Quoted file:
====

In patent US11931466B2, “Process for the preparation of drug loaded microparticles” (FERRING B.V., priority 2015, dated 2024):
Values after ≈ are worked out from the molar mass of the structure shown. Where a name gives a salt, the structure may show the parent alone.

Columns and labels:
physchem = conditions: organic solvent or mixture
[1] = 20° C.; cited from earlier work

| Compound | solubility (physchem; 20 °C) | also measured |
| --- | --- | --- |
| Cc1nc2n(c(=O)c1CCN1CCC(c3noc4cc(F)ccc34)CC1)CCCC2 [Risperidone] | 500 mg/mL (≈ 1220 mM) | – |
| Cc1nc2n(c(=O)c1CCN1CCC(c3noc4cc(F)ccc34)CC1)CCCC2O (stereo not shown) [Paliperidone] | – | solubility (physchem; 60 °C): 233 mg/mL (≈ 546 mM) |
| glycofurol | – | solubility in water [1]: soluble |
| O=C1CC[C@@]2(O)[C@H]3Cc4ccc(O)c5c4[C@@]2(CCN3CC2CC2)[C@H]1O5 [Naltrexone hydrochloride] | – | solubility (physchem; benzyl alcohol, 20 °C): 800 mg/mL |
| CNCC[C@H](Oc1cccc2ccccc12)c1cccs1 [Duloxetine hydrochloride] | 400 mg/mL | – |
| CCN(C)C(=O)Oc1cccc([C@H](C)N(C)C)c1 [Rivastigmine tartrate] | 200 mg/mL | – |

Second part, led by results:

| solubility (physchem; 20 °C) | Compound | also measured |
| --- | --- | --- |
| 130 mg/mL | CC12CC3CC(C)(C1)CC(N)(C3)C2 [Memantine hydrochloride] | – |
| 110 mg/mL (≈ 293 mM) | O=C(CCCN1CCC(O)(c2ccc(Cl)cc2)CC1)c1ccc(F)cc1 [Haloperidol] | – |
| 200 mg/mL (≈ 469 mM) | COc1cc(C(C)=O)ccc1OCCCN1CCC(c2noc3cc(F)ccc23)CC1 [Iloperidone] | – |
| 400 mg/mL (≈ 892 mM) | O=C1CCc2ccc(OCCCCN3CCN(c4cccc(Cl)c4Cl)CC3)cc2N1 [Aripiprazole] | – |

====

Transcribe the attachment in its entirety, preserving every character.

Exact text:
In patent US11931466B2, “Process for the preparation of drug loaded microparticles” (FERRING B.V., priority 2015, dated 2024):
Values after ≈ are worked out from the molar mass of the structure shown. Where a name gives a salt, the structure may show the parent alone.

Columns and labels:
physchem = conditions: organic solvent or mixture
[1] = 20° C.; cited from earlier work

| Compound | solubility (physchem; 20 °C) | also measured |
| --- | --- | --- |
| Cc1nc2n(c(=O)c1CCN1CCC(c3noc4cc(F)ccc34)CC1)CCCC2 [Risperidone] | 500 mg/mL (≈ 1220 mM) | – |
| Cc1nc2n(c(=O)c1CCN1CCC(c3noc4cc(F)ccc34)CC1)CCCC2O (stereo not shown) [Paliperidone] | – | solubility (physchem; 60 °C): 233 mg/mL (≈ 546 mM) |
| glycofurol | – | solubility in water [1]: soluble |
| O=C1CC[C@@]2(O)[C@H]3Cc4ccc(O)c5c4[C@@]2(CCN3CC2CC2)[C@H]1O5 [Naltrexone hydrochloride] | – | solubility (physchem; benzyl alcohol, 20 °C): 800 mg/mL |
| CNCC[C@H](Oc1cccc2ccccc12)c1cccs1 [Duloxetine hydrochloride] | 400 mg/mL | – |
| CCN(C)C(=O)Oc1cccc([C@H](C)N(C)C)c1 [Rivastigmine tartrate] | 200 mg/mL | – |

Second part, led by results:

| solubility (physchem; 20 °C) | Compound | also measured |
| --- | --- | --- |
| 130 mg/mL | CC12CC3CC(C)(C1)CC(N)(C3)C2 [Memantine hydrochloride] | – |
| 110 mg/mL (≈ 293 mM) | O=C(CCCN1CCC(O)(c2ccc(Cl)cc2)CC1)c1ccc(F)cc1 [Haloperidol] | – |
| 200 mg/mL (≈ 469 mM) | COc1cc(C(C)=O)ccc1OCCCN1CCC(c2noc3cc(F)ccc23)CC1 [Iloperidone] | – |
| 400 mg/mL (≈ 892 mM) | O=C1CCc2ccc(OCCCCN3CCN(c4cccc(Cl)c4Cl)CC3)cc2N1 [Aripiprazole] | – |